Smart Cities Challenge
A national competition to support smart growth.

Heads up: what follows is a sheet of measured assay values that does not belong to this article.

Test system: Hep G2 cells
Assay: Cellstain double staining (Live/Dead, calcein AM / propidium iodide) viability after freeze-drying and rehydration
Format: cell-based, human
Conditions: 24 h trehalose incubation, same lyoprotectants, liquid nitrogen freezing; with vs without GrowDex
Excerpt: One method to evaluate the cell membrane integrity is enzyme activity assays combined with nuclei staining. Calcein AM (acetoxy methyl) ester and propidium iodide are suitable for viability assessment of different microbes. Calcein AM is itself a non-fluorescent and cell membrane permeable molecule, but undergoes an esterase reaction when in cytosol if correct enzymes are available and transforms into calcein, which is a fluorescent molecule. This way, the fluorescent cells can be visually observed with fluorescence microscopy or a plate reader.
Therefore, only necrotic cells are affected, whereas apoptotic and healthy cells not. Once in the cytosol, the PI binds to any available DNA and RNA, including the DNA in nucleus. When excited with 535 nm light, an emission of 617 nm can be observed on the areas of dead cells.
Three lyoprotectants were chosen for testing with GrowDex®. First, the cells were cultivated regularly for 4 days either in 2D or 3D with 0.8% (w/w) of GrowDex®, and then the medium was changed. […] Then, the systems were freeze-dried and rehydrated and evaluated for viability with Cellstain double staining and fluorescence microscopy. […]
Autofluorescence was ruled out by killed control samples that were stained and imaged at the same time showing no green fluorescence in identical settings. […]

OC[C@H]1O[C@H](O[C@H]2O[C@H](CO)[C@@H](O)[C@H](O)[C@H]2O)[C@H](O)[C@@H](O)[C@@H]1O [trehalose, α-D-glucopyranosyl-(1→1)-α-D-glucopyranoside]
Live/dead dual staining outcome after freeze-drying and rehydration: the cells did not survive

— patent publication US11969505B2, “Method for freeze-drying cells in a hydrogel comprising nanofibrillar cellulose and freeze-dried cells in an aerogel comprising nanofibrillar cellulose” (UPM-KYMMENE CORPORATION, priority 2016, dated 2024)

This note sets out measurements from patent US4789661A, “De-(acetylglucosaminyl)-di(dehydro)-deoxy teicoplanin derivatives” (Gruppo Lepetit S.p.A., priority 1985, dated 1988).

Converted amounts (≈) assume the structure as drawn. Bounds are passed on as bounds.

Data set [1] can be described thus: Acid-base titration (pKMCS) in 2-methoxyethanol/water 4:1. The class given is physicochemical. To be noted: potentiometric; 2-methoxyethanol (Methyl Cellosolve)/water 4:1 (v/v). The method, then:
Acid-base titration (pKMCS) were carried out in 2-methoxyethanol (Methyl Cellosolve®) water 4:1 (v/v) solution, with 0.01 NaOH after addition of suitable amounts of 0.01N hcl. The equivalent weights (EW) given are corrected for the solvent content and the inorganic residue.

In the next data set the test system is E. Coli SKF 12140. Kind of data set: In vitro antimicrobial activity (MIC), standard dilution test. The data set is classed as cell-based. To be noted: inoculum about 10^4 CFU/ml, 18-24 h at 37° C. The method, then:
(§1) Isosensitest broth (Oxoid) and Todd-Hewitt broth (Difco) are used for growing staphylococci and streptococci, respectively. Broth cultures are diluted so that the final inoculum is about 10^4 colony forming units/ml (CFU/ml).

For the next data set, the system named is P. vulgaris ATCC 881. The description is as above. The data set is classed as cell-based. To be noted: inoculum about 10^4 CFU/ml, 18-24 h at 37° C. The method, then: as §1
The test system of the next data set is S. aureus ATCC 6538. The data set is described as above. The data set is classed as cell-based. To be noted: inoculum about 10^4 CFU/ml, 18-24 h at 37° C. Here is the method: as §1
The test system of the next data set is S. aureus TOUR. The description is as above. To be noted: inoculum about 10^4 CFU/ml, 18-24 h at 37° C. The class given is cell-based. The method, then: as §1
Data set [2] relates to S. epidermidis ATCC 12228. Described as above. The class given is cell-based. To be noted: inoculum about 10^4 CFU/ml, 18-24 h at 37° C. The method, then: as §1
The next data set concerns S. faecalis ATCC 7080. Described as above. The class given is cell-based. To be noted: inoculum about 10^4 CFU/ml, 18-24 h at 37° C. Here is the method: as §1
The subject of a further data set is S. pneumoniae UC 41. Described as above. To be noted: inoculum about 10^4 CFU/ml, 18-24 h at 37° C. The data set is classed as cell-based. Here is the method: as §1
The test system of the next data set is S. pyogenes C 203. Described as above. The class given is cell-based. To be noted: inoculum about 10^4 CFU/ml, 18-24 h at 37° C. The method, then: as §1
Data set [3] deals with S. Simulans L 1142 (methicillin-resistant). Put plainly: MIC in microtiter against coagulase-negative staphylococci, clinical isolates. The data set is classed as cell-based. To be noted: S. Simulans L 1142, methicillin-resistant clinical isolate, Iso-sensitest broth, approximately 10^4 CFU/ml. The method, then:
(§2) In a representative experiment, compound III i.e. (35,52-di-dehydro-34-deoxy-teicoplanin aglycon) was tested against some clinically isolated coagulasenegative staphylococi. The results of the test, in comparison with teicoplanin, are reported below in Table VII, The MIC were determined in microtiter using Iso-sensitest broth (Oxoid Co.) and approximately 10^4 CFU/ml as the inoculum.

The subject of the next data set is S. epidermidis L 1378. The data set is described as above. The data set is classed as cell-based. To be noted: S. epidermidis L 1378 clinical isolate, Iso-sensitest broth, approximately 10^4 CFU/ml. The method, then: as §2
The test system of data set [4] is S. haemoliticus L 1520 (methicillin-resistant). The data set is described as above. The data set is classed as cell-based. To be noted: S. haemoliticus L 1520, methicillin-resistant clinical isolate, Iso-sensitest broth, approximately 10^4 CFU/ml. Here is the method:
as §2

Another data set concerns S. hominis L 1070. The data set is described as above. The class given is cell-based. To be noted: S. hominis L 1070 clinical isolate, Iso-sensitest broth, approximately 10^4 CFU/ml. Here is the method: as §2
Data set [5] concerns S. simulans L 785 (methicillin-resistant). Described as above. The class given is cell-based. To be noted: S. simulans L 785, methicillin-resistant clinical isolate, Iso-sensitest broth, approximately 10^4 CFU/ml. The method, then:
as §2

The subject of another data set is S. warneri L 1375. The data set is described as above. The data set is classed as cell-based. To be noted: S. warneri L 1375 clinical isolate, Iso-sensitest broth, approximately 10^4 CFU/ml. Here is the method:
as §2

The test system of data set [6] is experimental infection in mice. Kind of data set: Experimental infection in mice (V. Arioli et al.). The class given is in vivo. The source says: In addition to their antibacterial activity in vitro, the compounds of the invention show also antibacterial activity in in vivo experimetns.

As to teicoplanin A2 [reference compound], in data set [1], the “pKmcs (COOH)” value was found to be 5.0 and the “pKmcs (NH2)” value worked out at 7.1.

All across the world, cities are growing—and that’s leading to innovation. In February 2018, Infrastructure Canada launched the Smart Cities Challenge. It’s a national competition that encourages Canadian communities to find ways to implement smart technologies and practices. Winners will receive funding to see their ideas through. Cites and communities are competing for four awards: One prize of up to $50 million (all communities) Two prizes of up to $10 million (communities with populations under 500,000) One prize of up to $5 million (communities with populations under 30,000) What’s a smart city? Urban living poses challenges, and not all of them can be solved using a traditional approach. A “smart” approach to urban development incorporates: Communications technologies, Intelligent data, Internet of things platforms. It uses these tools to come up with innovative solutions to ongoing local challenges like transportation, work, safety, education and environmental impact. Image Source How can we create more energy-efficient buildings? Better ways to deliver city services? More efficient roads and energy systems? How can we improve the way people work and live? The Smart Cities Challenge encourages communities to embrace the possibilities of technology—everything from sensors and digital connectivity to big data and predictive analytics—when answering these questions. What are the benefits? Not only do smart communities improve quality of life for their residents, they also make sense economically. Return-on-investment studies on European cities have shown that a “smart” approach offers good value in several areas. Energy: Technologies like smart meters, intelligent LED streetlights and digital energy grid management solutions have been shown to reduce energy costs and emissions while increasing capacity and efficiency. Buildings: Statistics show that sensors and smart control devices make homes and other types of structures more energy-efficient and more comfortable. Efficiency: Digital solutions to traffic congestion can increase the efficiency of roads while reducing pollution. Connectivity: Resources like free citywide WiFi, e-ticketing for transit services and e-bike rentals have been shown to benefit business and tourism. What’s next? Right now, cities including Calgary and Edmonton are working alongside business, academia and civic organizations to create proposals, which they must submit by April 24, 2018. Smart Cities Challenge finalists, chosen by a jury, will receive up to $250,000 to support the development of a detailed proposal and business case. Canadians will learn who the winners are in spring 2019. Small and Smart Cochrane, Alberta is preparing a proposal for the Smarter Cities Challenge. The town’s population is under 30,000, but Cochrane Mayor Jeff Genung is going big — he says many of the town’s residents believe this historic ranching town could beat cities like Toronto and Vancouver for the $50 million award. What it comes to smart communities, is being small an advantage? Get the story on Cochrane’s Smarter Cities Challenge bid.